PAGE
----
My mother, Mrs. K.D.S. Weerakoon (nee Perera) of Pilimatalawa passed away three years ago after a chronic heart disease. Her career as a teacher which she liked very much came to an end when doctors decided that she should retire on medical grounds.
My mother was born in Passara in the Badulla District, a scion of the Badulla Kotalawala family and was educated at the Badulla Girls’ High School as it was then known, and at Central College Passara.
She considered herself fortunate to have been educated in the English stream under the tutelage of teachers, some of them English, from the United Kingdom.
My mother used to reminiscence how dedicated and altruistic those teachers were, who had the well-being of the students at hearts.
My mother’s interest in English and Sinhala Literature were due to their guidance. She admired classics such as, Charles Dickens, R.L. Stevenson, Charles Lamb and George Bernard Shaw; and poets, Alfred Tennyson, Wordsworth, Keats and above all William Shakespeare.
My mother believed, the Bard offered one of the richest experiences in human culture.
Her Sinhala teachers too had been as devoted, and inculcated an interest in classics such as, Guttila Kavya, Saddarma Rathnavaliya and Ummagga Jathakaya.
It is from my mother that I imbibed a knowledge of good works of literature, stage plays and the cinema.
She used to accompany me and my father to see plays and films such as, ‘Maname’, ‘Sinhabahu’, ‘My Fair Lady’ and ‘Sound of Music.’
My mother served as an English Assistant Teacher, and while working in Passara she had met my father who had joined the Department of Health and opted to serve in Badulla.
My mother and father were very faithful and loyal to each other through thick and thin.
Several months after marriage my mother was diagnosed as a heart patient and treated at the General Hospital, Badulla. She followed regular treatment for 40 years.
After my birth, she had been transferred to Minipe near Mahiyangana.
Though diagnosed as a heart patient with complications, she had not flinched about being transferred to an uncongenial place without proper medical and transport facilities. At the time the nearest hospital with facilities was in Kandy, 60 miles away.
My father had to accompany mother to Kandy General Hospital regularly for treatment.
In spite of her disability my mother was her usual self, active and confident and kept house spic and span and attended to the daily chores without complaining.
She did her sewing, knitting and cooking, which was her passion. I would be failing in my description of my mother’s traits if I fail to mention that she was a connoisseur of food. She believed cooking was something one must want to do oneself.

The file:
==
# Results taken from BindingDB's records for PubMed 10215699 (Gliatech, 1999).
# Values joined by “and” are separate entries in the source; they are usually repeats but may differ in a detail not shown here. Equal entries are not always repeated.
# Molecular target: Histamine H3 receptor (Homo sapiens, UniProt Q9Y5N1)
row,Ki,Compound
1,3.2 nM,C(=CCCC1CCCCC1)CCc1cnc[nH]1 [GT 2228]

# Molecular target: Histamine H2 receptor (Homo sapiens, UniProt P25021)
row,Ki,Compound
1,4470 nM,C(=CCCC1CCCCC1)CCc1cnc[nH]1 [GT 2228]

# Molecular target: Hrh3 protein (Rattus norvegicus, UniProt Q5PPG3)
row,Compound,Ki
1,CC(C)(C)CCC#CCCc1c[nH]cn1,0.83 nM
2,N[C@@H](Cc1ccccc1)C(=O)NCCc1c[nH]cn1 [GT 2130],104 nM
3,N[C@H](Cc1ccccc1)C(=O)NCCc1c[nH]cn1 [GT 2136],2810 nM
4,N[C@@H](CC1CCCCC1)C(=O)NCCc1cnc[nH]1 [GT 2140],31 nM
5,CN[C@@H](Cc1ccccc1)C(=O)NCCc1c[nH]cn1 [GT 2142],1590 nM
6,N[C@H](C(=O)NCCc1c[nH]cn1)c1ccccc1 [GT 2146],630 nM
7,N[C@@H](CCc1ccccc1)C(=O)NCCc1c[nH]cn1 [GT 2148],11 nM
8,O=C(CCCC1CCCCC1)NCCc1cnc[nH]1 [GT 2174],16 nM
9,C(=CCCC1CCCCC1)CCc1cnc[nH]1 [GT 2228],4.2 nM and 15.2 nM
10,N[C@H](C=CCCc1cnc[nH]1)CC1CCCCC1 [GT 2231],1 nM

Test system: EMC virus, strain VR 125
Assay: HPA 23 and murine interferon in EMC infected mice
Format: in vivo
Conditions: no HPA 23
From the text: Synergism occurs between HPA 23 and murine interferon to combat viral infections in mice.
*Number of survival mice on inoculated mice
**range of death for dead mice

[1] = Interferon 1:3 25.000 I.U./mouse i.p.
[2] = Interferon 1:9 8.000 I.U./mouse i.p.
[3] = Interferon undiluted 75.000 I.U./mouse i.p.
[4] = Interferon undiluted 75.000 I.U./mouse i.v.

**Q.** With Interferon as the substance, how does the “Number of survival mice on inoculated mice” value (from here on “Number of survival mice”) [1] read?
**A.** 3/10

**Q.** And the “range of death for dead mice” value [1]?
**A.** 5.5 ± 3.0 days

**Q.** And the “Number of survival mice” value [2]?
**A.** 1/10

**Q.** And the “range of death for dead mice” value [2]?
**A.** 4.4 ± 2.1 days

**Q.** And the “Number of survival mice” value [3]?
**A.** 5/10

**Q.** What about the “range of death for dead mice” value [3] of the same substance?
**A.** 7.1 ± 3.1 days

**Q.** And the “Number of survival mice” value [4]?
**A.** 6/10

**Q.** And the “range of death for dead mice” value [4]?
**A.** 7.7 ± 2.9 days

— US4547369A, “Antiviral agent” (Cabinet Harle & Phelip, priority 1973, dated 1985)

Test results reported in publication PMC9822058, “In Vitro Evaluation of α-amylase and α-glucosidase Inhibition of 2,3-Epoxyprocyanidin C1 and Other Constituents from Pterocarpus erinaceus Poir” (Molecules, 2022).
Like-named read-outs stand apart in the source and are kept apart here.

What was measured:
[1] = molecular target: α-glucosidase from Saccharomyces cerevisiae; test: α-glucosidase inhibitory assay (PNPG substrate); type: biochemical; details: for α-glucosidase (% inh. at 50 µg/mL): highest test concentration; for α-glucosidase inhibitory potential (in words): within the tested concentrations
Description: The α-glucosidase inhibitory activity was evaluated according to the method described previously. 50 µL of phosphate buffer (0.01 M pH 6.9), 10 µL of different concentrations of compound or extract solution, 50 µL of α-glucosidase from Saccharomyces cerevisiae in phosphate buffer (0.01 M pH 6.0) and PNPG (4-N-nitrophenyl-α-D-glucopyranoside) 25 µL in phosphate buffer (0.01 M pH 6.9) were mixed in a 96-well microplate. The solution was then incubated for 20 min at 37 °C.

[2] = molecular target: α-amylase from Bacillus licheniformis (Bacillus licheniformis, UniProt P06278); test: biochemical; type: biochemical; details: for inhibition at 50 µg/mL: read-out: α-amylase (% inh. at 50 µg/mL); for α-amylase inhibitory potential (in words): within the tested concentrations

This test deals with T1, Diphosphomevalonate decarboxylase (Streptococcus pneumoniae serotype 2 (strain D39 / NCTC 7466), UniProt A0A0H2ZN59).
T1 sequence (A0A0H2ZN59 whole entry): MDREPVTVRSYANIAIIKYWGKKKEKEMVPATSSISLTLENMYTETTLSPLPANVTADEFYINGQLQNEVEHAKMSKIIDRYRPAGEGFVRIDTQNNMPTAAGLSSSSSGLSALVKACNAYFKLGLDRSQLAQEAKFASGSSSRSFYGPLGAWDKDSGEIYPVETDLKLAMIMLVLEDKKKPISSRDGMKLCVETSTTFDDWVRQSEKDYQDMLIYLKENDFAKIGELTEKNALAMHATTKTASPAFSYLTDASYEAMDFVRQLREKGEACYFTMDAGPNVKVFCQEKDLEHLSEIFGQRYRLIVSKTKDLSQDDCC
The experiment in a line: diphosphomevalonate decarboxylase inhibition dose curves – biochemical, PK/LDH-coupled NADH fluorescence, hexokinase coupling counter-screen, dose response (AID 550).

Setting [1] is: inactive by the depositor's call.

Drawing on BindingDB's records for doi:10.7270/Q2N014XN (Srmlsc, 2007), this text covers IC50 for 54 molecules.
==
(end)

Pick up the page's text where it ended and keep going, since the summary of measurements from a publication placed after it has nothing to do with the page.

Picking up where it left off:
Her culinary skills were par excellence. She could turn out dishes, Western, Indian or Sri Lankan, with equal ease.
Born and raised in Badulla, the Capital of Uva, her dishes included delicious curries special to Uva such as, kollu curry and manioc (Cassava) mellum.
She loved to entertain friends and relatives. My mother supplied me home cooked meals during the whole of my period in the Faculty of Medicine and during my internship at the Peradeniya Teaching Hospital.
Though afflicted by a debilitating disease my mother not only taught her students the subjects assigned, but also served as a Net Ball coach and was in charge of Girl Guiding activities in the schools in remote areas that she served.
Prof M.R.M. Pinto and Dr. S.R. de Silva,of the General Hospital Kandy who treated my mother were of the opinion that she needed Mitral Valve Replacement surgery preferably done either in U.K. or U.S.A. as these facilities were not available in Sri Lanka in 1990.
It was rather difficult, as the cost was beyond our means. Fortunately, an eminent thoracic surgeon, Dr. Nihal Kulatillake, then attached to the Cardiff Hospital in the UK undertook to perform the surgery at the National Hospital, Colombo.
My mother’s Mitral Valve Replacement surgery was successful and we are ever grateful to Dr. Nihal Kulatillake’s magnanimity and the staff members who assisted him. Thanks to them, my mother spent a near normal life for 23 long years after surgery.
Later she was stricken by an uncommon condition known as Steven Johnson syndrome.
She suffered very much, and was treated by Prof Chandrika Jayasinghe at the Peradeniya Teaching Hospital and was cured.
We are indebted to the doctors, and indeed grateful to Dr. (Mrs.) Rohini Tennakoon, Cardiologist, Kandy Teaching Hospital who treated my mother for over 4 years and did everything possible with utmost sympathy and care to make her life comfortable during her last days.
Dear Amma, you were a wonderful person, a dutiful wife to my father and an adorable and most caring mother and a dedicated teacher, and a loyal friend loved by all.
May you attain the supreme bliss of Nirvana
Your loving daughter,
Dr. Ayanthi Umanga